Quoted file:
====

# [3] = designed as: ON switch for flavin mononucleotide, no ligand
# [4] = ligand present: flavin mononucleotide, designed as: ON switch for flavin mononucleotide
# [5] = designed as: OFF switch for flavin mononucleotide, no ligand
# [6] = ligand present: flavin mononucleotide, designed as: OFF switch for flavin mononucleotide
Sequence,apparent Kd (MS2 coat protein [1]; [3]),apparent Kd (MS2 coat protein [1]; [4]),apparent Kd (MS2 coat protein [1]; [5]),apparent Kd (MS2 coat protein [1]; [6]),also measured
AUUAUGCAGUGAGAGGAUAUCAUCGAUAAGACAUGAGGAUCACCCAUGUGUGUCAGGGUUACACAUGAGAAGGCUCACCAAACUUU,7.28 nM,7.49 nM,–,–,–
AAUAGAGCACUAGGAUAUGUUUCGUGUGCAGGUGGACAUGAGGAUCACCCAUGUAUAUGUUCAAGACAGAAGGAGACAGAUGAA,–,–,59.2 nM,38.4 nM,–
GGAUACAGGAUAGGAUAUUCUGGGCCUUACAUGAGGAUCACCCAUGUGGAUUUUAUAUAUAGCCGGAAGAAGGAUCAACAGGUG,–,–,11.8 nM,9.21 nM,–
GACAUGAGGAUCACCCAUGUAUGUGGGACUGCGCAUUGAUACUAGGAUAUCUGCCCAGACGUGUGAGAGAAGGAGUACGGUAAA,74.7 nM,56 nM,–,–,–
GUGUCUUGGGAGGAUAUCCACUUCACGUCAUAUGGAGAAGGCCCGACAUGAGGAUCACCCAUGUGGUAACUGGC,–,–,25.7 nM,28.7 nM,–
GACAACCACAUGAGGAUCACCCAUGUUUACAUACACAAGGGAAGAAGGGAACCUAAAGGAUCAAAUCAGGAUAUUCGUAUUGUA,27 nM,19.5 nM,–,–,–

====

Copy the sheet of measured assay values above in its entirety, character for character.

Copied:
# [3] = designed as: ON switch for flavin mononucleotide, no ligand
# [4] = ligand present: flavin mononucleotide, designed as: ON switch for flavin mononucleotide
# [5] = designed as: OFF switch for flavin mononucleotide, no ligand
# [6] = ligand present: flavin mononucleotide, designed as: OFF switch for flavin mononucleotide
Sequence,apparent Kd (MS2 coat protein [1]; [3]),apparent Kd (MS2 coat protein [1]; [4]),apparent Kd (MS2 coat protein [1]; [5]),apparent Kd (MS2 coat protein [1]; [6]),also measured
AUUAUGCAGUGAGAGGAUAUCAUCGAUAAGACAUGAGGAUCACCCAUGUGUGUCAGGGUUACACAUGAGAAGGCUCACCAAACUUU,7.28 nM,7.49 nM,–,–,–
AAUAGAGCACUAGGAUAUGUUUCGUGUGCAGGUGGACAUGAGGAUCACCCAUGUAUAUGUUCAAGACAGAAGGAGACAGAUGAA,–,–,59.2 nM,38.4 nM,–
GGAUACAGGAUAGGAUAUUCUGGGCCUUACAUGAGGAUCACCCAUGUGGAUUUUAUAUAUAGCCGGAAGAAGGAUCAACAGGUG,–,–,11.8 nM,9.21 nM,–
GACAUGAGGAUCACCCAUGUAUGUGGGACUGCGCAUUGAUACUAGGAUAUCUGCCCAGACGUGUGAGAGAAGGAGUACGGUAAA,74.7 nM,56 nM,–,–,–
GUGUCUUGGGAGGAUAUCCACUUCACGUCAUAUGGAGAAGGCCCGACAUGAGGAUCACCCAUGUGGUAACUGGC,–,–,25.7 nM,28.7 nM,–
GACAACCACAUGAGGAUCACCCAUGUUUACAUACACAAGGGAAGAAGGGAACCUAAAGGAUCAAAUCAGGAUAUUCGUAUUGUA,27 nM,19.5 nM,–,–,–